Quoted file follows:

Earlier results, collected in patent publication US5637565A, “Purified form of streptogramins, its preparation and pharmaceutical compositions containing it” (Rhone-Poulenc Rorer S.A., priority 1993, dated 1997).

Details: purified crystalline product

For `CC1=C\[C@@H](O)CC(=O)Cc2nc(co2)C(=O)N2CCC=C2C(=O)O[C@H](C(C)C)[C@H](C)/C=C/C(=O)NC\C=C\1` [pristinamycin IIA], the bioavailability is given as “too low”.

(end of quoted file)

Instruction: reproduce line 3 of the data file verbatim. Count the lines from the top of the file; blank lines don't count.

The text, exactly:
For `CC1=C\[C@@H](O)CC(=O)Cc2nc(co2)C(=O)N2CCC=C2C(=O)O[C@H](C(C)C)[C@H](C)/C=C/C(=O)NC\C=C\1` [pristinamycin IIA], the bioavailability is given as “too low”.